Stories and Essays

All apart together

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All apart together

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This is a particularly sad time for grandparents, such as me. I don’t get to see my grandchildren very often even in the best of times, as they don’t live near me. While I am in London, my older son and his family have been living in Dorset for the past decade. My younger son and his family are rather further away — for the past five years they have been based in the Far East.

My latest grandchild — the first girl — was born in Hong Kong in early January, just as the coronavirus epidemic was gearing up in mainland China, and not long before the worldwide travel restrictions came in. So my planned visit to see the new baby in March was called off. Now it will be months before I can hold this little granddaughter and give her a loving cuddle, and who knows — some experts are even talking about a year or eighteen months of self-isolation and social distancing. Eighteen months! The thought horrifies me.

My father once told me something many years ago, which I have never forgotten. At the time I had a young family but was determined to make my way in the fierce world of Fleet Street. He said that, no matter how career-minded someone was, what really mattered in the end were your children . . . and of course, by extension, your grandchildren. How right he was. And the older I get, the more his words ring true. That’s why it is so sad to be missing out on time I could be enjoying with the younger members of the family.

But I have an effective antidote for this malady: I need only cast my mind back a few generations to when I was a four-year-old, the present age of my grandson Ollie, for a quick corrective to self-pity. It was 1956 and my immediate family — mother, father, brother and I — were escaping from Hungary in the aftermath of the country’s crushed uprising. We were hoping to get to America. The extended family remained behind in Budapest. Hasty good-byes were said to my grandparents, who surely knew that, if they were ever to see us again, it could be many years later. As for communications between them and us “enemies of the state”, it would be in whatever limited and censored form the communist regime might allow.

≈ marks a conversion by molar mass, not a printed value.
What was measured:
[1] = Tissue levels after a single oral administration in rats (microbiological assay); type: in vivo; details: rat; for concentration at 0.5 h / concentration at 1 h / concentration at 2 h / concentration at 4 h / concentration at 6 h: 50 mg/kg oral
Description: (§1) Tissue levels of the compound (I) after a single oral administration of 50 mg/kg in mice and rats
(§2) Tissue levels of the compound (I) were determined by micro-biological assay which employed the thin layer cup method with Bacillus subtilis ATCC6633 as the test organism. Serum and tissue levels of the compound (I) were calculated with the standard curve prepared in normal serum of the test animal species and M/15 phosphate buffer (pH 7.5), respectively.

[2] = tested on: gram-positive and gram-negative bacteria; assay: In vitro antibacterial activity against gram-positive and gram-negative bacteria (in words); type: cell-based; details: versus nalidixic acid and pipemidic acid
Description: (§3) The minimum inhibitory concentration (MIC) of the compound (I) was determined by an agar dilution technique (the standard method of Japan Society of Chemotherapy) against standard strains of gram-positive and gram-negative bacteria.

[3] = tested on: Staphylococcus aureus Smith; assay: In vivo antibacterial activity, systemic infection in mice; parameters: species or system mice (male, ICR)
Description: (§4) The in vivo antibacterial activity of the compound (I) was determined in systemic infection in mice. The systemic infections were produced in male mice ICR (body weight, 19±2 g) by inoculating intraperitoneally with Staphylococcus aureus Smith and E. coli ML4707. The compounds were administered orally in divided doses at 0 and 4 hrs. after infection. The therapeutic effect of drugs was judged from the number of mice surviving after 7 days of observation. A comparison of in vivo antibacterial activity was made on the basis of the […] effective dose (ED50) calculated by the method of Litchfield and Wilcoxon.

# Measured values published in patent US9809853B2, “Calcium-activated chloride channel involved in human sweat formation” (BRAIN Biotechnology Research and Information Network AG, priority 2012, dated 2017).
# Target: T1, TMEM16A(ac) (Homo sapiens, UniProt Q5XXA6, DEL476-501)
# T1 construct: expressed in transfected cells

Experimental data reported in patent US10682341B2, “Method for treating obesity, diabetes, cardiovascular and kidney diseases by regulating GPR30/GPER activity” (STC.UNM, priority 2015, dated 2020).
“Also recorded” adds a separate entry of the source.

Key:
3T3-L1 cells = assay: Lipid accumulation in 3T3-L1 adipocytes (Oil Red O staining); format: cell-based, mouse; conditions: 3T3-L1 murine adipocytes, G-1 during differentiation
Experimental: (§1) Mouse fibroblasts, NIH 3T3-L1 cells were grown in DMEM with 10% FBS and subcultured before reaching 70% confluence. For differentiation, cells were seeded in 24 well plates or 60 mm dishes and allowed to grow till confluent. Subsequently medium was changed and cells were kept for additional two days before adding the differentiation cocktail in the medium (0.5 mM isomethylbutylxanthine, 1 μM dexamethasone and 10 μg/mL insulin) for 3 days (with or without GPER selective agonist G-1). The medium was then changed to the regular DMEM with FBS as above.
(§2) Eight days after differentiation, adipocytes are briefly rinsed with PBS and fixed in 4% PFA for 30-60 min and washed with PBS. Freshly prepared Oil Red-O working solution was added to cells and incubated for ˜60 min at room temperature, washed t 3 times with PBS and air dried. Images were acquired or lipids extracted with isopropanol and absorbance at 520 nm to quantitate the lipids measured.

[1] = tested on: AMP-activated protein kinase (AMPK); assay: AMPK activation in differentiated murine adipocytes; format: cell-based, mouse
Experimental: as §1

I was too young, of course, to appreciate what an enormous wrench that parting must have been for my parents and grandparents. My father’s mother had already died during the war, but he never did see his father again; my grandfather became ill and died a few years later. It was a lifelong source of sorrow for my father that his final desperate phone call to Budapest was too brief, the line was very poor, and they were cut off without being able to say good-bye. As for my maternal grandparents, nearly a decade later they were able to spend some time with us in Munich, when my family briefly lived there in the mid-sixties. That was the last time we were together. They were both dead by the time I made my first trip back to the city of my birth in 1971.

What a difference to the present situation, dire though it is. I know I will see my loved ones again, and within a matter of months, if we are fortunate. Until then today’s miraculous technology can keep us in daily contact. There are plenty of WhatsApp messages, photos and videos whizzing around, face-time conversations . . . we are even thinking of linking up and having a big inter-continental meal together on this fancy new gizmo called Zoom. It’ll be lunch for us here in the UK, and dinner for the Hong Kong contingent. But if it’s anything like our normal family meals, it’ll be noisy and opinionated, with a lot of wine-quaffing and piss-taking. Just the ticket. How lucky we are.

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